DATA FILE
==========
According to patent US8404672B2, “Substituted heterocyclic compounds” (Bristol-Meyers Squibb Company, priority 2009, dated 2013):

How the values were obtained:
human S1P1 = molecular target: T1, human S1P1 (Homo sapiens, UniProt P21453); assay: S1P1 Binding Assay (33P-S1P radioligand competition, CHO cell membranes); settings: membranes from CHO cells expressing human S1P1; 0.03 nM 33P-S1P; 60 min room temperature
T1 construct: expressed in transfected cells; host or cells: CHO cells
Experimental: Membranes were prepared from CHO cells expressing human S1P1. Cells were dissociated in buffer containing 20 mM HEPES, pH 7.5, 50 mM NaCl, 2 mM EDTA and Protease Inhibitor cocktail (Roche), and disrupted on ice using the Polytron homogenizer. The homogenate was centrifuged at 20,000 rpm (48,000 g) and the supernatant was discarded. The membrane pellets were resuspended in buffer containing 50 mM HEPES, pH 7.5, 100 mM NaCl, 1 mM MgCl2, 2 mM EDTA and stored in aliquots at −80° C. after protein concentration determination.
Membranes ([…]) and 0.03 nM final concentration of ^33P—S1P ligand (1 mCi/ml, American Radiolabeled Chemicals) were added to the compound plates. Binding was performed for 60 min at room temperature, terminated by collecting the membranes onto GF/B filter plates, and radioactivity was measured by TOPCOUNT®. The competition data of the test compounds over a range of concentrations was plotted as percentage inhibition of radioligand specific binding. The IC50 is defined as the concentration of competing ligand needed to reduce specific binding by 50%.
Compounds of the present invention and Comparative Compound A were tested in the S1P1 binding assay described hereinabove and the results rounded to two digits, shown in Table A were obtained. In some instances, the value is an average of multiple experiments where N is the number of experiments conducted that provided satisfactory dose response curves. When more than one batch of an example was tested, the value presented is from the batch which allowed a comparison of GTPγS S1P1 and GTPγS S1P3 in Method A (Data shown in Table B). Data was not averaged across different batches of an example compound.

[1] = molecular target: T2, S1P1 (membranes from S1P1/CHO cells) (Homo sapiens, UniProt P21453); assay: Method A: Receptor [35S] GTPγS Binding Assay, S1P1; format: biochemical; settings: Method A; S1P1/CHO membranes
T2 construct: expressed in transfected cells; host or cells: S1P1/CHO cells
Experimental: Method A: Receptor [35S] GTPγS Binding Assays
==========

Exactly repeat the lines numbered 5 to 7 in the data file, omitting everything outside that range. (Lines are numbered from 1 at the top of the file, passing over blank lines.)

Experimental: Membranes were prepared from CHO cells expressing human S1P1. Cells were dissociated in buffer containing 20 mM HEPES, pH 7.5, 50 mM NaCl, 2 mM EDTA and Protease Inhibitor cocktail (Roche), and disrupted on ice using the Polytron homogenizer. The homogenate was centrifuged at 20,000 rpm (48,000 g) and the supernatant was discarded. The membrane pellets were resuspended in buffer containing 50 mM HEPES, pH 7.5, 100 mM NaCl, 1 mM MgCl2, 2 mM EDTA and stored in aliquots at −80° C. after protein concentration determination.
Membranes ([…]) and 0.03 nM final concentration of ^33P—S1P ligand (1 mCi/ml, American Radiolabeled Chemicals) were added to the compound plates. Binding was performed for 60 min at room temperature, terminated by collecting the membranes onto GF/B filter plates, and radioactivity was measured by TOPCOUNT®. The competition data of the test compounds over a range of concentrations was plotted as percentage inhibition of radioligand specific binding. The IC50 is defined as the concentration of competing ligand needed to reduce specific binding by 50%.
Compounds of the present invention and Comparative Compound A were tested in the S1P1 binding assay described hereinabove and the results rounded to two digits, shown in Table A were obtained. In some instances, the value is an average of multiple experiments where N is the number of experiments conducted that provided satisfactory dose response curves. When more than one batch of an example was tested, the value presented is from the batch which allowed a comparison of GTPγS S1P1 and GTPγS S1P3 in Method A (Data shown in Table B). Data was not averaged across different batches of an example compound.